FRANKFORT — Kentucky's top energy official told a legislative committee Tuesday that President Barack Obama's climate change policy could increase electricity prices significantly and hurt the state's coal and manufacturing industries.
Many legislators at Tuesday's Joint Committee on Natural Resources and the Environment said they believe Obama unfairly targets the coal industry in his policy to battle climate change and questioned whether it was necessary to curb carbon dioxide emissions.
"We're not blind. We know there is a war on coal," said Rep. Fitz Steele, D-Hazard. "There has been climate change since the beginning of time ... There is not but one fellow that can control it ... It's going to change no matter what."
Energy and Environment Cabinet Secretary Len Peters told Steele and other lawmakers who questioned global warming that scientific evidence suggests the climate is changing.
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"When you look at the overwhelming evidence and factor everything into consideration ... and there are hundreds of thousands of scientists looking at various aspects of this ... there is indication that climate change is in fact happening," Peters said.
Obama's policy includes new standards for carbon dioxide emissions, an additional $8 billion in loan guarantees for research and development for new energy technologies and no U.S. foreign aid to build coal-fired power plants in developing countries.
Under Obama's plan, the federal government is supposed to have final rules on carbon dioxide emissions for existing and new energy sources by June 1, 2015. The state will have to adopt and implement its own plan by June 30, 2016.
Peters told the committee that it's likely those deadlines will change. There may be legal challenges, Peters said.
Whenever they take effect, many believe the new rules will mean no new coal-fired power plants get built in the country.
"We don't know what the new rules will be," Peters told the committee. "You can't turn the entire energy fleet around in a year."
Having fewer coal-fired power plants will undoubtedly mean less coal mined in Kentucky, officials said. Eastern Kentucky already has seen a dramatic drop in coal production and jobs as the price of natural gas plummeted in recent years.
Kentucky gets more than 90 percent of its electricity from coal-burning power plants, making it one of the largest producers of carbon on a per-capita basis in the country. It was one of 18 states where emissions went up from 2000 to 2010, according to federal statistics.
Peters said he expects many utility companies to switch from coal — which produces the most carbon dioxide — to natural gas and other power sources that have lower or no carbon dioxide emissions.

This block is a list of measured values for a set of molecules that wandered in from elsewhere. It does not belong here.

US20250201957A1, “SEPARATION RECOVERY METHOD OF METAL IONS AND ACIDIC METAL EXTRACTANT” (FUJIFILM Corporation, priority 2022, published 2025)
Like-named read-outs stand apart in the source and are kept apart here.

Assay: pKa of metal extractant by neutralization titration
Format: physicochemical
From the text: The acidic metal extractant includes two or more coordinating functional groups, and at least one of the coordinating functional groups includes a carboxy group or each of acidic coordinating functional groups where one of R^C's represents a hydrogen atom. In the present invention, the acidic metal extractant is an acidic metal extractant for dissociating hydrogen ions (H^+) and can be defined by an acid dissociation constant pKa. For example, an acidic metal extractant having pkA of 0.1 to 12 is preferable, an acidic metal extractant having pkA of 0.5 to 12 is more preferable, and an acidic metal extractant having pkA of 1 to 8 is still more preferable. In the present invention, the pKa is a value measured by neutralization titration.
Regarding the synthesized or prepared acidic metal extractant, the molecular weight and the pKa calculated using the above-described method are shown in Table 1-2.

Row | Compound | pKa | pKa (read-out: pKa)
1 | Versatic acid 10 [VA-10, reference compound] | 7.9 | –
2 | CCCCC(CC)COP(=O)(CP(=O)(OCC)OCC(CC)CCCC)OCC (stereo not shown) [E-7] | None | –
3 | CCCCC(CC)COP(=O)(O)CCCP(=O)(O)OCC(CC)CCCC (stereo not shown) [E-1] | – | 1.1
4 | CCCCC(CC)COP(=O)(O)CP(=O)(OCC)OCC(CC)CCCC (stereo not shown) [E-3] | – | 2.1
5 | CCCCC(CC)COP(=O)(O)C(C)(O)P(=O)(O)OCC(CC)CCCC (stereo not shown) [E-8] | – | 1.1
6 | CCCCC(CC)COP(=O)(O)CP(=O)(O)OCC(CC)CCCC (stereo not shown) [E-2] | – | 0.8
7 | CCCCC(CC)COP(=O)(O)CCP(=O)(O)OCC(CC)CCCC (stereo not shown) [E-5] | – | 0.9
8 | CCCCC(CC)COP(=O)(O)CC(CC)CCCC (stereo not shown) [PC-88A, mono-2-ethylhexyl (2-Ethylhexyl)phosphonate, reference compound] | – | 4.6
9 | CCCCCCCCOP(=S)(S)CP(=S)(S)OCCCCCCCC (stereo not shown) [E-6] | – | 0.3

George Siemens, vice president for external affairs at LG&E and Kentucky Utilities, told lawmakers that power companies will have to spend large sums to add technologies that reduce carbon emissions or to build new natural gas plants.
No technology now available would reduce carbon dioxide emissions to the level that many believe the administration will propose.
"The scale here is just beyond anything that we've ever dealt with — to be able to capture the carbon, to inject it into the ground and ensure that it stays there. We simply don't know how to do that at this stage," Siemens said. "This will take time to figure out ... This is still in the (research and development) stage."
Peters said many studies have shown that large reductions in carbon dioxide emissions could increase the price of electricity by 30 to 100 percent in some parts of the country.
"Every regulation costs customers money," Siemens said.
Legislators from coal-producing counties expressed anger and frustration at the Obama administration during Tuesday's meeting.
"His approach doesn't make sense," said Sen. Brandon Smith, R-Hazard.
Smith said coal-producing counties have long realized that the coal industry would not be around forever.
"What we didn't expect is that there would be an administration knocking the bridge out behind us when there is no way to go forward," Smith said.
Other legislators questioned whether there was a need to curb carbon dioxide emissions and whether global warming could be blamed on the coal industry.
"The climate's always going to change," said Rep. Stan Lee, R-Lexington. "We're not in control of this world. ... There is one who is in control but it ain't any of us. And to think that we can change what he created I think is short-sighted and foolish."